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Enbridge restarting two Alberta pipelines

File photo of an Enbridge pipeline.

Nathan VanderKlippe/The Globe and Mail

Enbridge Inc. is slowly restarting two key pipelines that deliver nearly a million barrels of crude out of Alberta after shutting them down Sunday when heavy rains caused a leak in a smaller line near Fort McMurray.

The Calgary-based company said late Monday it had begun operations on one pipeline but was still assessing another. The loss of the lines was credited Monday with boosting oil prices on North American markets.

The company closed the two lines as a precaution after discovering an oil spill – which it estimated at 750 barrels – from a pipeline that links CNOOC Ltd.'s Long Lake oil-sands processor near Fort McMurray to the province's export network. Enbridge said unusually heavy rains appeared to cause a release, which sent small quantities of crude into local waterways.

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Enbridge chief executive Stephen Wuori said the first priority was the safety of crews operating in the region.

"Our second priority is to complete the assessments as quickly as can be safely accomplished, and to restore service on these lines in order to minimize impacts to our customers," he said in a statement.

News of a pipeline disruption helped reverse a recent decline in crude prices on North American markets, with the trendsetting West Texas Intermediate gaining $1.28 to reach $94.96 (U.S.) a barrel on the New York Mercantile Exchange after losing nearly $6 late last week.

Pipeline companies such as Enbridge are seeking to build new routes to export Canadian oil but face political debate and opposition by environmentalists. Companies are under pressure to show they are taking steps to ensure the safety of pipelines, especially in the wake of some highly publicized spills in the United States and Canada in recent years.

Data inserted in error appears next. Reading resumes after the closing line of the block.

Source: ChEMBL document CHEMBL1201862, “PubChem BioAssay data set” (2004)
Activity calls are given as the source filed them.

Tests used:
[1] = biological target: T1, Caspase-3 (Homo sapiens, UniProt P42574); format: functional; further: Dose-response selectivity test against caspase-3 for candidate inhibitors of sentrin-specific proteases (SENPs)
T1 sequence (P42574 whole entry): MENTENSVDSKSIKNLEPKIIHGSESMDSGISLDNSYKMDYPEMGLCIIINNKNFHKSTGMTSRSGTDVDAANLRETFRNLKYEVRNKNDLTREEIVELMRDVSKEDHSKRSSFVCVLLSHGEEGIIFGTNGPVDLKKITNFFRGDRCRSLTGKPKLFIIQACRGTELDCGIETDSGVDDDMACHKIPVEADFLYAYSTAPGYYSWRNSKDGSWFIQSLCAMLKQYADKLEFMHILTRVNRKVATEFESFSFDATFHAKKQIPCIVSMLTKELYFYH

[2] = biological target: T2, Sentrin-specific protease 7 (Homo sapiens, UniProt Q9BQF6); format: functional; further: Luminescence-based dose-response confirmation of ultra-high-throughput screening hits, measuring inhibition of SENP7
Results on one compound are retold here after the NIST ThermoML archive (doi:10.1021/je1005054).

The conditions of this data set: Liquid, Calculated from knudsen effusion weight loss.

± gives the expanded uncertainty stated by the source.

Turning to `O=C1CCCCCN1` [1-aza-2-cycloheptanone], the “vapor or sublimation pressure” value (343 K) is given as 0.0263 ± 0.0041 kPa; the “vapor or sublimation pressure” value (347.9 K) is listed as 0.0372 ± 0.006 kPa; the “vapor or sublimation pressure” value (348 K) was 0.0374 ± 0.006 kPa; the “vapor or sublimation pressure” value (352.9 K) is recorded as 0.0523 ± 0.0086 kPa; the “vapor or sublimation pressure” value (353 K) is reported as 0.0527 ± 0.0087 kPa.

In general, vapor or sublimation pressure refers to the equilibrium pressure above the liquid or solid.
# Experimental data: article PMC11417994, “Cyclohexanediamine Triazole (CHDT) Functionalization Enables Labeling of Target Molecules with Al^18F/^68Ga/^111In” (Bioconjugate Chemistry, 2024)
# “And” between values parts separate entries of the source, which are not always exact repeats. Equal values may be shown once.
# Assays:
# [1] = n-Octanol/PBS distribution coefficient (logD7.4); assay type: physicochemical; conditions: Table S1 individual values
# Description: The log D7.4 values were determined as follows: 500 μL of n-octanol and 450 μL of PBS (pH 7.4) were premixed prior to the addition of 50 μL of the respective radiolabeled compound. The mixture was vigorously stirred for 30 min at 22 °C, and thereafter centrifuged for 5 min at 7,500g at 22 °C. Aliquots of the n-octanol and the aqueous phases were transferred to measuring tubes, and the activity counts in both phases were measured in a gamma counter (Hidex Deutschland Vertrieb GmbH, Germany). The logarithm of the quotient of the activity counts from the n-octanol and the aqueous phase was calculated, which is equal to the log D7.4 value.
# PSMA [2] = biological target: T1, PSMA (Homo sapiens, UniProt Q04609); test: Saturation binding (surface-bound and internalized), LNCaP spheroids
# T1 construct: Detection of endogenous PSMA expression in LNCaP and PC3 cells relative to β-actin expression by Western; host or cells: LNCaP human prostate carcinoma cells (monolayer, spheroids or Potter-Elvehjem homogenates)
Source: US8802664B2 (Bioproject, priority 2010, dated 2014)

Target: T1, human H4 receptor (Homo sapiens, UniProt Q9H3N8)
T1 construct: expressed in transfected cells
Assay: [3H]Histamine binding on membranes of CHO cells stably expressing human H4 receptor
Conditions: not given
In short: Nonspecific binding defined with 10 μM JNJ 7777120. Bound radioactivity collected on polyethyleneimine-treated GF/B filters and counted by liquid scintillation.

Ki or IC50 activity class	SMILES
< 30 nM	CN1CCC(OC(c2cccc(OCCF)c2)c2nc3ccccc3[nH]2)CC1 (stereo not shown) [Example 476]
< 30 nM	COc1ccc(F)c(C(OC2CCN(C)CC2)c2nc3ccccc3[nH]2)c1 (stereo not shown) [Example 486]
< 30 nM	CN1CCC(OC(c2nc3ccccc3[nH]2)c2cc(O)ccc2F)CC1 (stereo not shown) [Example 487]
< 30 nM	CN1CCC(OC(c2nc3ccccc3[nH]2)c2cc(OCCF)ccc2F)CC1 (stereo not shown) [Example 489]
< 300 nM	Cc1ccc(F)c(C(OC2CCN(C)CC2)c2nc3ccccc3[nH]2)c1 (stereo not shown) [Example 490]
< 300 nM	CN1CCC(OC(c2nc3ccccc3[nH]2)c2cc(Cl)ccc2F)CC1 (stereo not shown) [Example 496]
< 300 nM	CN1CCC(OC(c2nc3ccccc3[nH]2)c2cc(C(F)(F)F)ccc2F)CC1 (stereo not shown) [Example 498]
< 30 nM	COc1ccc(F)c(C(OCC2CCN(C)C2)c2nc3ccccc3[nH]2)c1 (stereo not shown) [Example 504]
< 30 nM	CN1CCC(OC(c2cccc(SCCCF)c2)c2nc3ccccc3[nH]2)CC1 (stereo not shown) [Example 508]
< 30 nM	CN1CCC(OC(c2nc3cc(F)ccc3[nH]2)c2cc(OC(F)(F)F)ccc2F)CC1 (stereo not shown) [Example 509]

TransCanada Corp. said its oil and gas pipelines remain fully operational.

"At this time, the flooding throughout the Calgary region and other parts of southern Alberta has not had an impact on TransCanada's pipeline and power operations," company spokesman Shawn Howard said in an e-mailed statement.

"While access to our corporate offices in Calgary has been affected, we quickly implemented our business continuity plans and essential personnel were relocated to our backup operations centre and there has been no impact on the delivery of products to customers and consumers throughout North America."

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Gene McGillian is a broker at Tradition Energy in Stamford, Conn.

"When word seeped out that pipelines were shut down in Alberta that helped put a bit of a bite in the market and it erased some of its [previous] three-day losses," he said. "Now the question is how long those pipelines are going to be shut down."

He noted the crude market went into a tailspin after the U.S. Federal Reserve announced its intention to reduce the extraordinary monetary stimulus that has been adding liquidity to commodity markets. Those concerns were buttressed by signs of economic weakness in China, the world's second-largest crude consumer.

North American prices have recently closed a double-digit discount compared to international crude prices, as North Sea Brent – the most widely cited global benchmark – gained 25 cents on Monday to $101.16 (U.S.) a barrel. At $6.20 a barrel, West Texas's discount to Brent is hovering near its lowest since November, 2011.

Bank of Nova Scotia economist Patricia Mohr said she didn't expect that a brief interruption of the Enbridge pipeline would have much impact on the North American crude market, but that there are other factors that have buoyed Canadian prices lately. They include a stronger U.S. economy and the planned restart of two Midwest refineries that had been shut down for maintenance and are major customers for Canadian producers.

As well, Canadian producers are overcoming a shortage of pipeline capacity by using a growing availability of tanker cars to ship oil to market by rail.

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About the Author
Global Energy Reporter

Shawn McCarthy is an Ottawa-based, national business correspondent for The Globe and Mail, covering a global energy beat. He writes on various aspects of the international energy industry, from oil and gas production and refining, to the development of new technologies, to the business implications of climate-change regulations. More


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